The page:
The eastern German state of Thuringia awaited the unveiling of a highly-anticipated coalition agreement on Thursday. For the first time in German history, center-left and left parties - namely, the Social Democrats (SPD), the Green and the Left - will govern a state. The change sets up a stark contrast to other states where Chancellor Angela Merkel's Christian Democratic Union (CDU) dominates policies.
While the coalition agreement, reached on on Wednesday night, must still be approved in a vote by Left and Greens members, some from the Left were already hailing the expected coalition as a game changer.
"Red-Red-Green will modernize Thuringia. It's about social cohesion, economic success and environmental transformation," Left party chairperson Katja Kipping told the German daily "Neue Osnabrücker Zeitung" on Thursday, referring to the parties by their colors.
The domination of Germany's current center-right CDU/center-left SPD "Grand Coalition" under Chancellor Angela Merkel over national politics has all but pushed the country's minority parties in parliament - the Greens and the Left - out of the decision-making process.
Thuringia's Red-Red-Green coalition will have only a 50 percent majority. But high expectations for Left party success with its SPD and Greens coalition partners has raised the party's hopes that the change in the eastern German state will begin reshaping the political landscape, and not just in former East Germany.
"If it goes well, it will be signal [to other states]," Kipping said, pointing to federal elections in 2017, after which she hoped there would be "as many state governments without CDU as possible."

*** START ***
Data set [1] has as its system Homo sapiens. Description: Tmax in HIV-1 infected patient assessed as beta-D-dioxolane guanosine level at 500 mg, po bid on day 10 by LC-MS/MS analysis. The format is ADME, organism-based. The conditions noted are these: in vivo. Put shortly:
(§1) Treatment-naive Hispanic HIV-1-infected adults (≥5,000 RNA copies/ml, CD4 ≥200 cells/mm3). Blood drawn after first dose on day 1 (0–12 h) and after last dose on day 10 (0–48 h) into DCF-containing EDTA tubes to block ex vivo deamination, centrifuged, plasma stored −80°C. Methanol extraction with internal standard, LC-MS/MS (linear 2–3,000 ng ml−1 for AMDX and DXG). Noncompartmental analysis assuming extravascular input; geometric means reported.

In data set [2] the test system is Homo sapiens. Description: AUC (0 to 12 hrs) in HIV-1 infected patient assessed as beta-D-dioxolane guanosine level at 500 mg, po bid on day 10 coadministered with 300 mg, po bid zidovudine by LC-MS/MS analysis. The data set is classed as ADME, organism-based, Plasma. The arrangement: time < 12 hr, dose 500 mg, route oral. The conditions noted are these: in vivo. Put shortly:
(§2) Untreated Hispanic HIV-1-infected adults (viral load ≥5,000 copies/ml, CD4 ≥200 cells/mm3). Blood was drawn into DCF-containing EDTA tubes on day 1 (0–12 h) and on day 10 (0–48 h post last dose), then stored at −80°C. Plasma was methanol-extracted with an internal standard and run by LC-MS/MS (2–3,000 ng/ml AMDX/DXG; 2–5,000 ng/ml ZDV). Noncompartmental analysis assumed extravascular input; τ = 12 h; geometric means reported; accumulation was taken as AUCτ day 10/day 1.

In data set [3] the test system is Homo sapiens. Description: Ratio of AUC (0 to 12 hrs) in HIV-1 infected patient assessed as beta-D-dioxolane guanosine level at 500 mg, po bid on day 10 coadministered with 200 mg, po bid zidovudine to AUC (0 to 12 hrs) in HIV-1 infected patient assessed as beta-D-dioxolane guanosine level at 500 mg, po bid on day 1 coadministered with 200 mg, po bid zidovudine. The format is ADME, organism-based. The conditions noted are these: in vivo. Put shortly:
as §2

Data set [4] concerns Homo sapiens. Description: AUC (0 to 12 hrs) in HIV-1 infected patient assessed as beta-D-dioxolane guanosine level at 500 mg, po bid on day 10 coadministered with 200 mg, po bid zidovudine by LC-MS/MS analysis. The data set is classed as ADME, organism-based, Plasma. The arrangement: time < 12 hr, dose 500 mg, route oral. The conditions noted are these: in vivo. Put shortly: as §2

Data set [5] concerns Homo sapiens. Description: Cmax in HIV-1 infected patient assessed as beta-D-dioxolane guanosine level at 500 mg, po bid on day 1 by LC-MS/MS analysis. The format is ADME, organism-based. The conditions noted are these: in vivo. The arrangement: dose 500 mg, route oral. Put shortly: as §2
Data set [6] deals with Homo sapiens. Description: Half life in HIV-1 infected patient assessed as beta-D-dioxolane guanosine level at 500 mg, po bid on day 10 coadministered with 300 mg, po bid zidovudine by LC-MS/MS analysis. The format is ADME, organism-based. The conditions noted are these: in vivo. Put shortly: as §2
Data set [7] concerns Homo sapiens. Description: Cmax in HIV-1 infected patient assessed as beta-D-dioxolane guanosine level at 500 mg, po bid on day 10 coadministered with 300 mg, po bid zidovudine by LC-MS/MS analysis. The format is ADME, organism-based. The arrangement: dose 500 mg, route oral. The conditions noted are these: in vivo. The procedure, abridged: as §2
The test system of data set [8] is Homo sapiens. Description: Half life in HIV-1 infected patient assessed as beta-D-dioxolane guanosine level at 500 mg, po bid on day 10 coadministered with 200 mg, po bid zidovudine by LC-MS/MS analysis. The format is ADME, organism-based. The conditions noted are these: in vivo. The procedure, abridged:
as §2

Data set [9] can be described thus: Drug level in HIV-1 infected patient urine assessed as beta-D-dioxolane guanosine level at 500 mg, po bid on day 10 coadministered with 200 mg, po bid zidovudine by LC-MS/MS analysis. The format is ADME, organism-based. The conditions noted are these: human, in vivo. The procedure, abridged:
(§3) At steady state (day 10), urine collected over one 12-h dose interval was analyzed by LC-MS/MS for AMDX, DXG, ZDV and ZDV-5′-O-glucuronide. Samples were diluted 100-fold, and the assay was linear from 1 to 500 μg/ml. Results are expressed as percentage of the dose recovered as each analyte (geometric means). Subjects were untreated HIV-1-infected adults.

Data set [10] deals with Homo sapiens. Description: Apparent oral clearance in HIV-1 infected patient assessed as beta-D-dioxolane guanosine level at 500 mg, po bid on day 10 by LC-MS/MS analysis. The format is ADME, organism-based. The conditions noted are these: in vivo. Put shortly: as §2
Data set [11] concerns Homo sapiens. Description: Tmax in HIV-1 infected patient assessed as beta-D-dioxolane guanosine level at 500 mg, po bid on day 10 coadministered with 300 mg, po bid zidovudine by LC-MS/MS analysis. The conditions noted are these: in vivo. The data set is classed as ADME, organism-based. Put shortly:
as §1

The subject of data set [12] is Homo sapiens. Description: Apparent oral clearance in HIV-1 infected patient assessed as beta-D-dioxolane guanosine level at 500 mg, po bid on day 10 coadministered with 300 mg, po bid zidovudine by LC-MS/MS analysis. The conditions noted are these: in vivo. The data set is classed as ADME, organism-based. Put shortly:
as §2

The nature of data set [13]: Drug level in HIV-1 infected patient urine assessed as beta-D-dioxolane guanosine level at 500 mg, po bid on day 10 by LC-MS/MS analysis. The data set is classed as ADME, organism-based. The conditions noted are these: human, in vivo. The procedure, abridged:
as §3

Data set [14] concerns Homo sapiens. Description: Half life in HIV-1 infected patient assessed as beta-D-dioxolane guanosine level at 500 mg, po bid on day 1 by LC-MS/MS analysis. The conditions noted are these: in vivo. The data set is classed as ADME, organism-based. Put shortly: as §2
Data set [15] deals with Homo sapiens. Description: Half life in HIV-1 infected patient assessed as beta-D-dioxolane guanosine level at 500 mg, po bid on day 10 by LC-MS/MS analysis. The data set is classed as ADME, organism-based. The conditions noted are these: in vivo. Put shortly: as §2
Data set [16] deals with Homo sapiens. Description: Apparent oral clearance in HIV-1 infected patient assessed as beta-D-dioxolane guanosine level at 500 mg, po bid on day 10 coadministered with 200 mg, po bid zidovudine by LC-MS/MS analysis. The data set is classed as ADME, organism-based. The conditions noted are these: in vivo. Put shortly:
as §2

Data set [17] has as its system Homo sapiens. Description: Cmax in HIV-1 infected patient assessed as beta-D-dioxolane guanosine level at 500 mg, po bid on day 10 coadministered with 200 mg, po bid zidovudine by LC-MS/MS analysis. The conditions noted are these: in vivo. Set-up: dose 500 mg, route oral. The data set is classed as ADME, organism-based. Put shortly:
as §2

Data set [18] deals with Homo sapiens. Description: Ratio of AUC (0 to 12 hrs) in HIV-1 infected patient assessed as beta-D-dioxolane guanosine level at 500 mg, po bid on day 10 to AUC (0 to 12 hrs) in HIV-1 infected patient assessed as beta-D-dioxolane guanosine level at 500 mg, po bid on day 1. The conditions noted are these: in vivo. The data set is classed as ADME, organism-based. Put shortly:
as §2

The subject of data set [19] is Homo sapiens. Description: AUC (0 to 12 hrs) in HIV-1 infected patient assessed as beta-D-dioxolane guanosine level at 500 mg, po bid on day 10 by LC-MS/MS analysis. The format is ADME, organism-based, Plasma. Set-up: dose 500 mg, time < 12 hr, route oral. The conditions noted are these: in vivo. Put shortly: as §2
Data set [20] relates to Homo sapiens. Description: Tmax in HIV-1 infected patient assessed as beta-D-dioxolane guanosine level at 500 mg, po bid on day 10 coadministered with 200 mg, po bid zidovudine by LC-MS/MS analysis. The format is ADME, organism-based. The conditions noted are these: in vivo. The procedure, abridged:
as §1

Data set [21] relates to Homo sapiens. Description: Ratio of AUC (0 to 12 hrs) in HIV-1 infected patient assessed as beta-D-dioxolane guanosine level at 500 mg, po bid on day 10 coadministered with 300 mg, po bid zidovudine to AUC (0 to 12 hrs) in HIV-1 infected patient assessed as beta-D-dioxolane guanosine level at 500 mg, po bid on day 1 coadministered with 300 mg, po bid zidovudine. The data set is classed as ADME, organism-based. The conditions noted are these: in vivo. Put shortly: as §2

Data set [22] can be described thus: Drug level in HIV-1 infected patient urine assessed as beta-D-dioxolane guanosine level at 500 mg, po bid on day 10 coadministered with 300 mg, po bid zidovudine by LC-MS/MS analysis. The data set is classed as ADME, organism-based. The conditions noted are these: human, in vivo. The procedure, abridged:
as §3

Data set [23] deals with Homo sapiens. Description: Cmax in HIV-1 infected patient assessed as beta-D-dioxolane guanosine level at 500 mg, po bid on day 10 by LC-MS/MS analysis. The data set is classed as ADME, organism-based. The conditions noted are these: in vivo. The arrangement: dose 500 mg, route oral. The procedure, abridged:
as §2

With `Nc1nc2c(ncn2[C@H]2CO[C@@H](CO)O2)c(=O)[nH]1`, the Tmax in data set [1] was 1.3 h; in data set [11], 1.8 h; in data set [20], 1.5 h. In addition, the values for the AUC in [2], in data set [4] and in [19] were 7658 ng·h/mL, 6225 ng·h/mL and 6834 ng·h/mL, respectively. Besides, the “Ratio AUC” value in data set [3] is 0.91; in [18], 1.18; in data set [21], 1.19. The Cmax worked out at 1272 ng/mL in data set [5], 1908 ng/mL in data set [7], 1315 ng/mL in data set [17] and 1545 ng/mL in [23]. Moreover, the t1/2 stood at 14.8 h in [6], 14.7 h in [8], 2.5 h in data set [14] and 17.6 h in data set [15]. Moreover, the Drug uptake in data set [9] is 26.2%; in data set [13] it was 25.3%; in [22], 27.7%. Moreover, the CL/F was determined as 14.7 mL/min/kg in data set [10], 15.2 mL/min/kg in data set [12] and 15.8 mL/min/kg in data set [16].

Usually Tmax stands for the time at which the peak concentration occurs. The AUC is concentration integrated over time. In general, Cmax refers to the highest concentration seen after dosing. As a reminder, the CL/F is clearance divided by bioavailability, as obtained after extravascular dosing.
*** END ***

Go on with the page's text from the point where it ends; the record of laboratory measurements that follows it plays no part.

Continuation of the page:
First ever Left state premier?
Even more significant than the prospect of just helping govern a state is that of Thuringia having Germany's first-ever Left state premier. On December 5, Thuringian lawmakers will vote for the head of the state government, which could see Left politician Bodo Ramelow (pictured above) take power.
Critics of the party - including German President Joachim Gauck - have voiced concern about the party's gains, citing the Left's roots in former East Germany. Even 25 years after reunification, the question of how to remember the eastern state's communist past #link:18049622:continues to stir public debate.
However, Left chairperson Kipping made clear ahead of the coalition unveiling that her party intended to gain more political influence, reaching up to the national level.
"Our goal is [to draw] a red circle around the chancellery," she said.
Fears of too much compromise
Not all Left politicians viewed the historic deal as a clear victory for the party, which has long stayed in the minority across Germany.
Speaking to the German daily the "Mitteldeutsche Zeitung," Left politician Inge Höger stressed the reality of coalition politics, with the Left sharing a good portion of power with the SPD.
If the party's state premier candidate, Ramelow, continued down the same path, Höger said she couldn't imagine "how Left policies would really be implemented."
Not only does the coalition itself just barely have a majority with half of the seats, but the Left has also agreed to take the same number of ministries as the SPD - three each - even though the center-left party won only half as many votes in the regional elections. The Greens, who won half as many votes as the SPD, are to take two ministries.
The Red-Red-Green coalition seeks to introduce reforms that include free childcare for a year and pouring more money into education and municipalities.
kms/tj (AFP, dpa)